For many people, an active lifestyle means engaging in 30-60 minutes of aerobic exercise most days. But while going for a walk, heading out for a run, swimming laps, putting miles on a bicycle, or participating in group cardio classes can improve your fitness in myriad ways, cardiovascular endurance is only half of the exercise-health equation.
The other half? Strength training, also known as resistance exercise. Here, our expert team at The Rehab Docs discusses the major health advantages of embracing a well-rounded fitness program that incorporates strength training sessions — especially as you get older.
Several important aspects of physical health — ranging from strength, power, and endurance to balance, coordination, and energy — are rooted in the body’s lean tissue, or muscle mass.
Typically, muscle mass and strength increase steadily from birth, reaching their peak by the time you turn 30. Unfortunately, lean muscle mass naturally diminishes with age: Starting in your 30s, you can expect to lose 3-8% of your lean tissue every decade. Declining muscle mass is directly related to:
Luckily, strength training is a simple and highly effective way to reverse age-related muscle loss, preserve or improve lean tissue mass, and protect your health in your 30s and beyond.
Strength training consists of various resistance exercises that force your muscles to adapt to progressively greater challenges to maintain or improve strength. You can perform strength training exercises without equipment, using your own body weight against gravity (push-ups, planks, bridges, lunges, squats), or you can use free weights, resistance tubing, or weight machines, among other options.
Strength training in adulthood offers many invaluable benefits. It can help you:
Lean tissue requires more energy to maintain itself compared to adipose tissue (fat). It even burns more fuel when it’s resting: 20 pounds of resting muscle tissue burns about 100 calories per day, while 20 pounds of resting fat tissue burns about 40 calories per day.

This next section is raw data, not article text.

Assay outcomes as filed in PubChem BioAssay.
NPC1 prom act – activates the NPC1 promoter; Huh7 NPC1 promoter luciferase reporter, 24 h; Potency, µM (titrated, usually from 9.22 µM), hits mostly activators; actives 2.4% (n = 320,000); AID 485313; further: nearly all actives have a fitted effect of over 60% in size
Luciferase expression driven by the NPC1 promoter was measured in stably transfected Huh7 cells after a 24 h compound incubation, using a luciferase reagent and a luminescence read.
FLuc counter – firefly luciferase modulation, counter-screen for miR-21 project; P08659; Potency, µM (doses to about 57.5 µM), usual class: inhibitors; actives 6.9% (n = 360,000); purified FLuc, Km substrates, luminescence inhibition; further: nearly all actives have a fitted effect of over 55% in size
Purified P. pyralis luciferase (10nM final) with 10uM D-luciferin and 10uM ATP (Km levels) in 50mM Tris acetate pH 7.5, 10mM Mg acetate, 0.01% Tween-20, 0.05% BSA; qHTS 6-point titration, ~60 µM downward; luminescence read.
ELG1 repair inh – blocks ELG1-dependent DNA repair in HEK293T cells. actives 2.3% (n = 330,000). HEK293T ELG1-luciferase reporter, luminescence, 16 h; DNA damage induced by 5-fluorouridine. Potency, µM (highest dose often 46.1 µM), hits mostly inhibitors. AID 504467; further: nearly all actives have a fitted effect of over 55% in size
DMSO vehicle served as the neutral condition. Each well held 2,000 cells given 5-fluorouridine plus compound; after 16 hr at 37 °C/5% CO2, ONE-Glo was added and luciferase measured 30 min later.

In one study, just 10 weeks of strength training resulted in a lean tissue increase of 3 pounds, a fat tissue reduction of 4 pounds, and a 7% boost in resting metabolic rate.
Age-related muscle loss is one of the primary drivers of age-related fat gain, primarily through a lowered metabolism. If you start strength training in early adulthood, you can preserve a higher percentage of metabolically active lean tissue that burns calories more efficiently.
When fewer extra calories are readily stored as fat, it’s a lot easier to maintain a lean frame and a healthy body weight. Even during middle age, when shifting hormone levels actively promote further lean tissue loss and fat gain, regular strength training sessions can give you the power to preserve a fitter, healthier body.
Aerobic exercise helps you sustain or improve cardiovascular endurance. Strength training, on the other hand, helps you preserve or increase your physical strength and power, both of which are foundational elements of mobility, balance, and coordination.
In addition to preserving powerful musculature, regular strength training helps build denser, healthier bones that are less vulnerable to osteoporosis. Resistance exercise also helps foster strong, stable, and well-lubricated joints that are less susceptible to motion-limiting injuries.
Making strength training a key element of your fitness plan reduces your risk of developing a chronic illness, and assists you in better managing any long-term health conditions you may already have. For example, it helps prevent or control diabetes by reducing deep abdominal (visceral) fat, decreasing blood sugar levels, and improving insulin sensitivity.
Regular resistance training protects and supports cardiovascular health by reducing high blood pressure levels, decreasing unhealthy LDL cholesterol and triglyceride levels, and boosting healthy HDL cholesterol levels.
People who strength train throughout adulthood are more likely to remain fully active. In your 30s, 40s, and even 50s, this may translate to improved athletic performance when you engage in your favorite sport, or it may mean you can easily keep up with your young kids. In your 60s, 70s, and beyond, it may mean you’re strong enough to stay functionally active: You can handle daily activities, play with your grandkids, and get up out of a chair with ease.
Strength training can also help you live longer. A recent large-cohort study found that people who engage in 3 hours of moderate exercise each week have a 27% lower mortality risk than those who don’t exercise at all; people who also include one or two weekly strength training sessions have a remarkable 40% lower mortality risk than that of a sedentary person.
Fortunately, the adage “use it or lose it” isn’t exactly accurate when it comes to attaining lean tissue mass and all the health gains that come with it. Even if you’re already well past the age of 30, it’s never too late to start strength training: The right resistance exercise plan meets you right where you’re at, and takes you where you want to go — safely, efficiently, and effectively.
As sports medicine and physical therapy experts who specialize in sports performance and strength training for people of all fitness levels in and around Charleston, South Carolina, Dr. Kevin Bein, Dr. Sam Sheppard, and our skilled team at The Rehab Docs are ready to help you discover the many benefits of resistance exercise.